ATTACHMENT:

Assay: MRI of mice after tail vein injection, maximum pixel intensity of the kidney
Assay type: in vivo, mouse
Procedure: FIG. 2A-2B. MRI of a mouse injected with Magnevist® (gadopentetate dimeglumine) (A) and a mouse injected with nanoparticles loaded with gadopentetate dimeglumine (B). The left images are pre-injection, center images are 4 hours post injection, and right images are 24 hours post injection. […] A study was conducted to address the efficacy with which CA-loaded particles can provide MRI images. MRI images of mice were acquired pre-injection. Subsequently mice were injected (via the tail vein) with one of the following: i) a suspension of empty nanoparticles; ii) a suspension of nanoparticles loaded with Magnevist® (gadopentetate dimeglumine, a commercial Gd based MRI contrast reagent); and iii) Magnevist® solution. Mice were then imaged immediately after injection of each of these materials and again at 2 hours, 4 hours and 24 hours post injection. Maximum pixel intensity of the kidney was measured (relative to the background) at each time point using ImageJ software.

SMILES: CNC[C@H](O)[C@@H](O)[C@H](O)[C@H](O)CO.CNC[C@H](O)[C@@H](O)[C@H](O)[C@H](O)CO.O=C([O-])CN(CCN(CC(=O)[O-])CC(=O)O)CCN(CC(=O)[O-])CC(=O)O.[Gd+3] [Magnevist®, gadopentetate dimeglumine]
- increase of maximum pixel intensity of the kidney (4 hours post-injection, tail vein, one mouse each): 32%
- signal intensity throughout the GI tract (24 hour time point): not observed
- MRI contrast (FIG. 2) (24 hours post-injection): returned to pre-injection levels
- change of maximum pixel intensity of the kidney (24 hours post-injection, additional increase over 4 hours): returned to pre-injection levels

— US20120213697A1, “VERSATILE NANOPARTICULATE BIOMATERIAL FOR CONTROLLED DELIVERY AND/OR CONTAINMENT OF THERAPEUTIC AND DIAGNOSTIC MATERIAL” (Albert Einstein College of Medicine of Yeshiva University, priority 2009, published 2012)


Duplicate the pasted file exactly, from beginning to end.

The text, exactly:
Assay: MRI of mice after tail vein injection, maximum pixel intensity of the kidney
Assay type: in vivo, mouse
Procedure: FIG. 2A-2B. MRI of a mouse injected with Magnevist® (gadopentetate dimeglumine) (A) and a mouse injected with nanoparticles loaded with gadopentetate dimeglumine (B). The left images are pre-injection, center images are 4 hours post injection, and right images are 24 hours post injection. […] A study was conducted to address the efficacy with which CA-loaded particles can provide MRI images. MRI images of mice were acquired pre-injection. Subsequently mice were injected (via the tail vein) with one of the following: i) a suspension of empty nanoparticles; ii) a suspension of nanoparticles loaded with Magnevist® (gadopentetate dimeglumine, a commercial Gd based MRI contrast reagent); and iii) Magnevist® solution. Mice were then imaged immediately after injection of each of these materials and again at 2 hours, 4 hours and 24 hours post injection. Maximum pixel intensity of the kidney was measured (relative to the background) at each time point using ImageJ software.

SMILES: CNC[C@H](O)[C@@H](O)[C@H](O)[C@H](O)CO.CNC[C@H](O)[C@@H](O)[C@H](O)[C@H](O)CO.O=C([O-])CN(CCN(CC(=O)[O-])CC(=O)O)CCN(CC(=O)[O-])CC(=O)O.[Gd+3] [Magnevist®, gadopentetate dimeglumine]
- increase of maximum pixel intensity of the kidney (4 hours post-injection, tail vein, one mouse each): 32%
- signal intensity throughout the GI tract (24 hour time point): not observed
- MRI contrast (FIG. 2) (24 hours post-injection): returned to pre-injection levels
- change of maximum pixel intensity of the kidney (24 hours post-injection, additional increase over 4 hours): returned to pre-injection levels

— US20120213697A1, “VERSATILE NANOPARTICULATE BIOMATERIAL FOR CONTROLLED DELIVERY AND/OR CONTAINMENT OF THERAPEUTIC AND DIAGNOSTIC MATERIAL” (Albert Einstein College of Medicine of Yeshiva University, priority 2009, published 2012)